From the BGCC program I had gained enough stability to enter community housing and found a bachelor apartment suite with Calgary Housing. I was now in university and bettering my life. I was in recovery for addictions and mental health disorders. Life was supposed to be okay now. I was housed. I had been housed for the past 3 years and was contributing to society now.
But my story isn’t so simple.
I lacked safety in this community placement and was forced to move out, due to dangerous neighbours. I lived in 2 basement suites after this and still lacked the feeling of safety, belonging, and stability. I had four walls this time but was struggling so much; I spent most of 2014-2016 couch surfing and living out of my car. I still accessed emergency rental programs, food bank and grocery donation programs, and debated paying rent or buying food multiple times. I would spend my days on school campus and drive around late at night until I couldn’t stay awake anymore. On paper, I was housed now. I couldn’t possibly still feel homeless. And to some reading this, they may argue there is a difference between physically being homeless and feeling homeless. And maybe they’re right. But I also think once you’ve experienced physical homelessness, it takes a lot more than having four walls in your name to feel like you belong, and that home is safe.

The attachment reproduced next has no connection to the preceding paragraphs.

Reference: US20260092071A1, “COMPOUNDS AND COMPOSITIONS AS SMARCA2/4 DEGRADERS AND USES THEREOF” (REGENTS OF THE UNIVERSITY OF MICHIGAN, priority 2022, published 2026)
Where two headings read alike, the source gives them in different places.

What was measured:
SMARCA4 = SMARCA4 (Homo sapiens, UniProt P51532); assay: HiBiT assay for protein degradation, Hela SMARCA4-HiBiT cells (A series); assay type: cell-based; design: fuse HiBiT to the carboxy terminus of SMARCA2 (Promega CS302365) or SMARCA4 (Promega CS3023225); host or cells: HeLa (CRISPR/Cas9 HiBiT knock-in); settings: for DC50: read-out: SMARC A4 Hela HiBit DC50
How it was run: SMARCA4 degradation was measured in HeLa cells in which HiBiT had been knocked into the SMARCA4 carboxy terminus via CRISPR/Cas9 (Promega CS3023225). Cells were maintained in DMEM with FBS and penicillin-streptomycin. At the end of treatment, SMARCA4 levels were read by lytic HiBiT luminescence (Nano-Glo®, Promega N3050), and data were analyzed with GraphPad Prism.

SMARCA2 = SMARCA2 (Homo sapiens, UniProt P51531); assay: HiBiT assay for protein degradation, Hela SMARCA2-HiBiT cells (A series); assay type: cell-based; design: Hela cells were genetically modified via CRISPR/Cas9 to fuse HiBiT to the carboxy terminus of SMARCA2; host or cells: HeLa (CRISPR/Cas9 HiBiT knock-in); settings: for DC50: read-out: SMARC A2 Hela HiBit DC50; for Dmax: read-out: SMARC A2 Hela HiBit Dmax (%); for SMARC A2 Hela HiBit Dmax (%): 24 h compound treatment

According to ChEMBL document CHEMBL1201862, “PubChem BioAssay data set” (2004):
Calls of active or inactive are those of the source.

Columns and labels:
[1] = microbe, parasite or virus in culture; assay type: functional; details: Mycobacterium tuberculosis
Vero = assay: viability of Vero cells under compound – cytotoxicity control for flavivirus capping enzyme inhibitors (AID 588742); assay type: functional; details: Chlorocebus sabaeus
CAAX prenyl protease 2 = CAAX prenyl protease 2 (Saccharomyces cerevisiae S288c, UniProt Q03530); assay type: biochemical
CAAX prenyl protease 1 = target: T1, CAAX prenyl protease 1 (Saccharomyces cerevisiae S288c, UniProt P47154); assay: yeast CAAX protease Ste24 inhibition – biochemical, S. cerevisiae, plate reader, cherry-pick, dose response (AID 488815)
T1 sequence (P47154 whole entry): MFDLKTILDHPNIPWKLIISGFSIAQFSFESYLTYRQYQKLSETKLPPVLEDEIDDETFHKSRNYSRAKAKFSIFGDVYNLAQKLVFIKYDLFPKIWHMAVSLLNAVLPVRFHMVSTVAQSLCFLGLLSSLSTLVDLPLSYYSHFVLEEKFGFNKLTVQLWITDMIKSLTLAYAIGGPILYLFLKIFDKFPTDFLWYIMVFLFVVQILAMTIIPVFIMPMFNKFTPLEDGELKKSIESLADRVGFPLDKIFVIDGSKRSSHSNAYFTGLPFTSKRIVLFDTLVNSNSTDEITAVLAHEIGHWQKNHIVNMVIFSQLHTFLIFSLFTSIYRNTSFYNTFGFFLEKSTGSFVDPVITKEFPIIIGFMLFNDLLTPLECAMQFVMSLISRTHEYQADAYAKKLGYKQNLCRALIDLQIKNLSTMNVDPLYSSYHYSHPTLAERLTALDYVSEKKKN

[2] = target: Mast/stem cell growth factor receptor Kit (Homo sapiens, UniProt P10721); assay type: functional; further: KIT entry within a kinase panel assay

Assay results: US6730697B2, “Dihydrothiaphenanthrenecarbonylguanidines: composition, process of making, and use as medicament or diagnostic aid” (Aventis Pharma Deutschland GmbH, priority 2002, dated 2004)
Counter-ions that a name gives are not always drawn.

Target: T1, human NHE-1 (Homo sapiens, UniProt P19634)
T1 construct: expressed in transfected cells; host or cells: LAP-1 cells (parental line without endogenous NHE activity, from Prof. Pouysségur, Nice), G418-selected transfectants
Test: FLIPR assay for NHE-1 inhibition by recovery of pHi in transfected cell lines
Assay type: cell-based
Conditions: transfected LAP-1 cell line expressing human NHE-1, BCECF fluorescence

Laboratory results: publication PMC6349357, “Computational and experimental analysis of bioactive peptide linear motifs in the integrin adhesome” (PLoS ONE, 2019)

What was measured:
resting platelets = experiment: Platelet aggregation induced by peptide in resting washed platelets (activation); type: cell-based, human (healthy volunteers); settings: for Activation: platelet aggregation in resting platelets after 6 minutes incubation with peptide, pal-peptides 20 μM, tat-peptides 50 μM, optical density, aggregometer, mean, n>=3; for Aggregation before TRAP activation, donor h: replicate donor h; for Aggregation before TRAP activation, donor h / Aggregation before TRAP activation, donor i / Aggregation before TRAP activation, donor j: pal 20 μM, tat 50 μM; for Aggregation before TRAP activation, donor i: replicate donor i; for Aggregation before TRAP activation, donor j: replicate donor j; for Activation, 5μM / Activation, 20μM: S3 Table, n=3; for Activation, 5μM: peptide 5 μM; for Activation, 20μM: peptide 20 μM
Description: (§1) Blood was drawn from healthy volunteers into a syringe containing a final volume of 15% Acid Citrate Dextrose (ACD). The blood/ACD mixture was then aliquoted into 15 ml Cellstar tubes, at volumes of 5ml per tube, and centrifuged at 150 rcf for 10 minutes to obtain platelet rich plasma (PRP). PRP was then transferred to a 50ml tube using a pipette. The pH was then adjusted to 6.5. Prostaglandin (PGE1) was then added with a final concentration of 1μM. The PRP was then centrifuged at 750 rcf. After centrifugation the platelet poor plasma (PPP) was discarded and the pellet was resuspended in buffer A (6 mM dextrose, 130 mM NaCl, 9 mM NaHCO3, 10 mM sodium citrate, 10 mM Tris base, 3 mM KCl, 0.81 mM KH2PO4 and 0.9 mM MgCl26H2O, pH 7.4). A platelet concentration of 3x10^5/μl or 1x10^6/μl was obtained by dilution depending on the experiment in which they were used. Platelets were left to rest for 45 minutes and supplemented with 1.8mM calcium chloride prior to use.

More than housing.
By giving you context to some of my story, I hope to describe the common themes that ending homelessness needs to include making sustainable change in Canada. We need to go beyond housing people and just expecting them to figure the rest out. There is a lot more that goes into solving homelessness versus houselessness. We need to create community, security, and affordability.